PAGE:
My favorite version is Little Pilgrim’s Progress, updated by Helen L. Taylor, which retells the story through the eyes of children. It, too, is illustrated, and the language is simplified and amplified to make the more abstract concepts accessible to young minds. It is a gentler, but still complete telling of the allegory. For example, when Little Christian’s companion, Faithful, dies, we do not see his death described or illustrated. Little Christian only sees that the angels carry his friend away. Another nice quality of this version is the inclusion of Little Christiana’s story, so that girls as well as boys feel that they may take that journey to the Celestial City.

All versions are saturated with scripture references, and might not be comprehended, at least in full, by a person unfamiliar with Christian beliefs and worldview.

These could be fun read-aloud stories for a family.

The Pilgrim’s Progress, Pictorial Pilgrim’s Progress, and Little Pilgrim’s Progress are all available in paperback on Amazon, Barnes & Noble, and

Donna Fujimoto’s children love to read. She is a graduate of Alliance Theological Seminary. Her collection of short stories, 9 Slightly Strange Stories with an Uplifting Edge  is available as an e-book at Amazon.  The Shining Orb of Volney, a science-fiction novel, is her latest title. 

Nancy:  A new movie that bases itself (loosely or not we cannot say yet) on Ben-Hur by Lew Wallace is due in theaters on August 19. I thought some of you might want to read Donna’s review of the book. The novel, it has been reported, has a different emphasis from both the present film and the 1959 version.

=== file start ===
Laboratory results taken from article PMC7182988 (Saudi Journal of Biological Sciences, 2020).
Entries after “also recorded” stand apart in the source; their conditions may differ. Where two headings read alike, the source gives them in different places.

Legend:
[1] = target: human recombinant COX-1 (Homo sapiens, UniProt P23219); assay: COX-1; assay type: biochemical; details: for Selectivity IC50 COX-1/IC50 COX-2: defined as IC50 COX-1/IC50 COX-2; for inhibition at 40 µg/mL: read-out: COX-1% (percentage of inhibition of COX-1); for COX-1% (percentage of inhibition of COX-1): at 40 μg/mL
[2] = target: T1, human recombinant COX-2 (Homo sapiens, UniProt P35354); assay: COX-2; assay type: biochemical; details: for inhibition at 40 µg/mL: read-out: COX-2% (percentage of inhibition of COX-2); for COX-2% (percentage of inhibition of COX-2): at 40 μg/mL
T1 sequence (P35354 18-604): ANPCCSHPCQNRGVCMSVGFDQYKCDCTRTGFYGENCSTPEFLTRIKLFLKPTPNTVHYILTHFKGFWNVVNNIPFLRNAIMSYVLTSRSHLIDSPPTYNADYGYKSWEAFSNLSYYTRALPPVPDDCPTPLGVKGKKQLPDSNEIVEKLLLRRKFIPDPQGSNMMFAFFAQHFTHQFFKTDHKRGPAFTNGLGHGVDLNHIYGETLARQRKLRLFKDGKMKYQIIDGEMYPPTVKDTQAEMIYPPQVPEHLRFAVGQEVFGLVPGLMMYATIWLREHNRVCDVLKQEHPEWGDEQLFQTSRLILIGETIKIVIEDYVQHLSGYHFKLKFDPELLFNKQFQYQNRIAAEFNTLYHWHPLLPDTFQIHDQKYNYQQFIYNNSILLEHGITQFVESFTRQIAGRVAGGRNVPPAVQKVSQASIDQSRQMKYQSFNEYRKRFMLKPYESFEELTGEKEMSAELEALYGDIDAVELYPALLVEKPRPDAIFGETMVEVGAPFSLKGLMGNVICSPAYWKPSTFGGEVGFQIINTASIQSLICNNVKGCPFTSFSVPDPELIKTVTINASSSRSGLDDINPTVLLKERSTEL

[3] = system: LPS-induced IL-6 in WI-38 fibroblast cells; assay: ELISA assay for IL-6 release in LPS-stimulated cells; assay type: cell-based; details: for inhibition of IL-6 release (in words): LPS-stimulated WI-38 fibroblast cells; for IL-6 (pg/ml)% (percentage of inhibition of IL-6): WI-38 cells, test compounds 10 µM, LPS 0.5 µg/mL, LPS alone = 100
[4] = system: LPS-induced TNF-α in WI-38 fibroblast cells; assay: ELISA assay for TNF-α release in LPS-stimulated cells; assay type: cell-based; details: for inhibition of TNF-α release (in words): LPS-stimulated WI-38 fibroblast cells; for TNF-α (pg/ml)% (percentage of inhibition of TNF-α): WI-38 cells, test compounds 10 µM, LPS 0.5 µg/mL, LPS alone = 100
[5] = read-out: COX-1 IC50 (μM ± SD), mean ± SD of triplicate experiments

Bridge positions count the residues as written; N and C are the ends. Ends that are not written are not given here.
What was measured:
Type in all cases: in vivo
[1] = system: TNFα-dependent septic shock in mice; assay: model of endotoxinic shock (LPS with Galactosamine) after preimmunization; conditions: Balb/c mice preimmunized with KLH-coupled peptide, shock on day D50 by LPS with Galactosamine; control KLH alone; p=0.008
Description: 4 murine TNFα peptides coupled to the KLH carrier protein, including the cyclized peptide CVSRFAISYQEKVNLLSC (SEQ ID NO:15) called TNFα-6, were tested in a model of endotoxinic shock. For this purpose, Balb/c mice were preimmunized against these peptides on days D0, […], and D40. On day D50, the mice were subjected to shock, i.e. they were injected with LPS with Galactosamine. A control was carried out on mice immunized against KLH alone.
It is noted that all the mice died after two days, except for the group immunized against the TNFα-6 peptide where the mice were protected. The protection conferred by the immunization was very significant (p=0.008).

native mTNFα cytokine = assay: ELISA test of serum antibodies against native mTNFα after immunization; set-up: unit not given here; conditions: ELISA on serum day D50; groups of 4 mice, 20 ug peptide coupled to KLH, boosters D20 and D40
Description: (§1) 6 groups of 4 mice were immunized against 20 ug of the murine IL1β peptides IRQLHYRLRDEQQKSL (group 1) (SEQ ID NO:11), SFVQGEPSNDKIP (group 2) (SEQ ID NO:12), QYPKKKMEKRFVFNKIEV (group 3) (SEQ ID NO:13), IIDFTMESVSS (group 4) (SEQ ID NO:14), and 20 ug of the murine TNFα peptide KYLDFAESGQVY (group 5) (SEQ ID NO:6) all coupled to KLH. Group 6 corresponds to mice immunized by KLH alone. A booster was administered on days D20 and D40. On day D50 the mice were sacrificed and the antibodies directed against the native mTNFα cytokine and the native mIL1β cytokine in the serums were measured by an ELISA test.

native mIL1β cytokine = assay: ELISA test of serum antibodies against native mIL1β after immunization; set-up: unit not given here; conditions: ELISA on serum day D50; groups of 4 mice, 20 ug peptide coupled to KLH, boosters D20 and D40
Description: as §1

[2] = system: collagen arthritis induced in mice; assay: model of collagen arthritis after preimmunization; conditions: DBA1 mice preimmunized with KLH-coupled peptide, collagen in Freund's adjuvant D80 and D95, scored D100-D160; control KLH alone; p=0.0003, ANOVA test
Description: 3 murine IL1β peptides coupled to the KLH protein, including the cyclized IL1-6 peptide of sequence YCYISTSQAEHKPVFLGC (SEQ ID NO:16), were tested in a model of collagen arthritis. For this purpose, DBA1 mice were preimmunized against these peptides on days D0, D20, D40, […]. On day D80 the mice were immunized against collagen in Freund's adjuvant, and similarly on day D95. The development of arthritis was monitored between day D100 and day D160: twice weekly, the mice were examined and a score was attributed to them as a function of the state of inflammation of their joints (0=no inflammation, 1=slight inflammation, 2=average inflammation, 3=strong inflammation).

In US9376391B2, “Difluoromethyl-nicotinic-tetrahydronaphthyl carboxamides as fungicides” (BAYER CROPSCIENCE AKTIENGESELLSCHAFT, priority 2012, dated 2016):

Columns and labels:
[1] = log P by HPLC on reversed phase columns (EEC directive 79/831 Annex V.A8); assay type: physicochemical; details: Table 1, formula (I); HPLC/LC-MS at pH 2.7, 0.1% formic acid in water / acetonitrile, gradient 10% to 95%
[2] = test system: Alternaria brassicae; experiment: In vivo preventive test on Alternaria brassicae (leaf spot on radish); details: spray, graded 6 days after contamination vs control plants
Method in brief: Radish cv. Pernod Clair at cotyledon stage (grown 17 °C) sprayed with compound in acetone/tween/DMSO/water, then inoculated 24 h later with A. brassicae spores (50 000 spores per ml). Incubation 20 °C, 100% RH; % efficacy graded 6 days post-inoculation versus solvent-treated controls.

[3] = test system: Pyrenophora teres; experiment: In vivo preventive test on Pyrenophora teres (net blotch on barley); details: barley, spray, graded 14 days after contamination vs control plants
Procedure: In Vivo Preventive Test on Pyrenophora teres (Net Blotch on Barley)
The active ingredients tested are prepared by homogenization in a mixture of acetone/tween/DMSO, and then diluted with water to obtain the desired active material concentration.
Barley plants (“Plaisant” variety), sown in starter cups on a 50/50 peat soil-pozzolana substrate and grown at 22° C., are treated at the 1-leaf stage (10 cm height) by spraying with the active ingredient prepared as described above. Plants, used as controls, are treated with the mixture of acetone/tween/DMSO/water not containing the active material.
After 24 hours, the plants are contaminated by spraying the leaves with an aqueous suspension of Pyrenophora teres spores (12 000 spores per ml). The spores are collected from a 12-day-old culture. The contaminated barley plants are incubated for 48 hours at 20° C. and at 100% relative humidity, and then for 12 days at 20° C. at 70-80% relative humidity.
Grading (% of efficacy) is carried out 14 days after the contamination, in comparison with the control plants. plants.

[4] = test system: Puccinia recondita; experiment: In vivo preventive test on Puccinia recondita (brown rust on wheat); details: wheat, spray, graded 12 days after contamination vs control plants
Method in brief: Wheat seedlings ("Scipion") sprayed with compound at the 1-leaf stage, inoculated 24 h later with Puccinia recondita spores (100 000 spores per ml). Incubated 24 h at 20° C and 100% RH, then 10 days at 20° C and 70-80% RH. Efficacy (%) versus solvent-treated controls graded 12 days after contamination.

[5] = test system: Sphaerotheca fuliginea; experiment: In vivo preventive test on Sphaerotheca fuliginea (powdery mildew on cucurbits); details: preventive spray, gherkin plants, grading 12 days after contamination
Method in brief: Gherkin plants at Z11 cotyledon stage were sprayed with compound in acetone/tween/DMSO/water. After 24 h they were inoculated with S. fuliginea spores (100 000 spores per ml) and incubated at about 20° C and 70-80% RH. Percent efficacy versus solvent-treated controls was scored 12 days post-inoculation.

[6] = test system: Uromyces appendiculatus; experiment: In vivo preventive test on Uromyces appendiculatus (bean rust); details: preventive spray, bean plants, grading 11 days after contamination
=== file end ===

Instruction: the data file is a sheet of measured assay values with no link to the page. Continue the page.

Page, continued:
Ben Hur: A Tale of the Christ by Lew Wallace, is a much beloved and acclaimed story read by millions. It begins with the retelling of the nativity of Christ and then moves into the life of Judah Ben Hur, a wealthy young man living in first century Jerusalem. Messala, his boyhood friend and a Roman, returns from soldiering, changed in his view of the world. When he cannot convince Ben Hur to embrace his cause, Messala betrays his friend, sending him on a journey through trials and victories. Eventually the two men face each other once more, meeting as opponents in a high-stakes chariot race.

Now also a man, Christ re-enters the narrative. His gentle influence has a profound effect on Ben Hur. Wallace illustrates how choices for good or evil, when fully embraced, mark a person’s life.

The author tells a compelling tale, particularly in his ability to define the inner journey, not only of the hero, but also of a large cast of supporting characters. Vivid scenes stay with the reader after the book is closed. However, the style of writing reflects the tastes of Wallace’s time (1880s). By current standards it may seem wordy and slow. The point of view is omniscient, which is rarely employed in contemporary books. Although historical and political details are meticulously researched, personal and cultural descriptions seem more imaginative than realistic.

Another feature distinguishing Ben Hur from modern novels is the explanation, once conflicts are past, of what happens to characters followed faithfully through its pages. Ben Hur, rather than leaving the reader wanting more, offers satisfaction that the story is complete.

Donna Fujimoto’s children love to read. She is a graduate of Alliance Theological Seminary. Her collection of short stories, 9 Slightly Strange Stories with an Uplifting Edge  is available as an e-book at Amazon.  The Shining Orb of Volney, a science-fiction novel, is her latest title. 


The Boys in the Boat by Daniel James Brown is the true story of nine young men who electrify the rowing sports world by winning Olympic gold. (Brown’s book has been adapted for young readers by Gregory Mone and is published by Puffin, 2016.) The story focuses on the number two man in the boat, Joe Rantz